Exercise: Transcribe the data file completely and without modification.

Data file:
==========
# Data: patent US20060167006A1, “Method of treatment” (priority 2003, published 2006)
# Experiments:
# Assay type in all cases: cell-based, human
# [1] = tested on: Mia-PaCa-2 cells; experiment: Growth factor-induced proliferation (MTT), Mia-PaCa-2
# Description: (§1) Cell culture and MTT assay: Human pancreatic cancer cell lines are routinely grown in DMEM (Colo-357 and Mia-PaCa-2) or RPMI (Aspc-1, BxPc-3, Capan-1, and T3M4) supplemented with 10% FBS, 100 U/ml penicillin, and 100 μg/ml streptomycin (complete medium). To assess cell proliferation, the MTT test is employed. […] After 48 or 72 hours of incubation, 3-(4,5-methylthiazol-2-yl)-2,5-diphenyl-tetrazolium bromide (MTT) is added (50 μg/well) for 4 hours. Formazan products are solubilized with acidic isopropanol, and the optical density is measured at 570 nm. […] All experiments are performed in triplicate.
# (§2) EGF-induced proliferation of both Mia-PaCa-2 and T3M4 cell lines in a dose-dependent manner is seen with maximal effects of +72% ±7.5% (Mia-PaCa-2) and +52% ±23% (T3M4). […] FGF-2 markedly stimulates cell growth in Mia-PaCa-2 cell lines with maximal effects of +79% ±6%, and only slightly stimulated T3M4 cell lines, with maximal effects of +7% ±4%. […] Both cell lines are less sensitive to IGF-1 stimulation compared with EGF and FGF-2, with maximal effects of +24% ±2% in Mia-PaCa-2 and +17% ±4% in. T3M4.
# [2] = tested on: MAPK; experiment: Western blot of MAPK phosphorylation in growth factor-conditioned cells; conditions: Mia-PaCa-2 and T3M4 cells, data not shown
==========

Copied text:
# Data: patent US20060167006A1, “Method of treatment” (priority 2003, published 2006)
# Experiments:
# Assay type in all cases: cell-based, human
# [1] = tested on: Mia-PaCa-2 cells; experiment: Growth factor-induced proliferation (MTT), Mia-PaCa-2
# Description: (§1) Cell culture and MTT assay: Human pancreatic cancer cell lines are routinely grown in DMEM (Colo-357 and Mia-PaCa-2) or RPMI (Aspc-1, BxPc-3, Capan-1, and T3M4) supplemented with 10% FBS, 100 U/ml penicillin, and 100 μg/ml streptomycin (complete medium). To assess cell proliferation, the MTT test is employed. […] After 48 or 72 hours of incubation, 3-(4,5-methylthiazol-2-yl)-2,5-diphenyl-tetrazolium bromide (MTT) is added (50 μg/well) for 4 hours. Formazan products are solubilized with acidic isopropanol, and the optical density is measured at 570 nm. […] All experiments are performed in triplicate.
# (§2) EGF-induced proliferation of both Mia-PaCa-2 and T3M4 cell lines in a dose-dependent manner is seen with maximal effects of +72% ±7.5% (Mia-PaCa-2) and +52% ±23% (T3M4). […] FGF-2 markedly stimulates cell growth in Mia-PaCa-2 cell lines with maximal effects of +79% ±6%, and only slightly stimulated T3M4 cell lines, with maximal effects of +7% ±4%. […] Both cell lines are less sensitive to IGF-1 stimulation compared with EGF and FGF-2, with maximal effects of +24% ±2% in Mia-PaCa-2 and +17% ±4% in. T3M4.
# [2] = tested on: MAPK; experiment: Western blot of MAPK phosphorylation in growth factor-conditioned cells; conditions: Mia-PaCa-2 and T3M4 cells, data not shown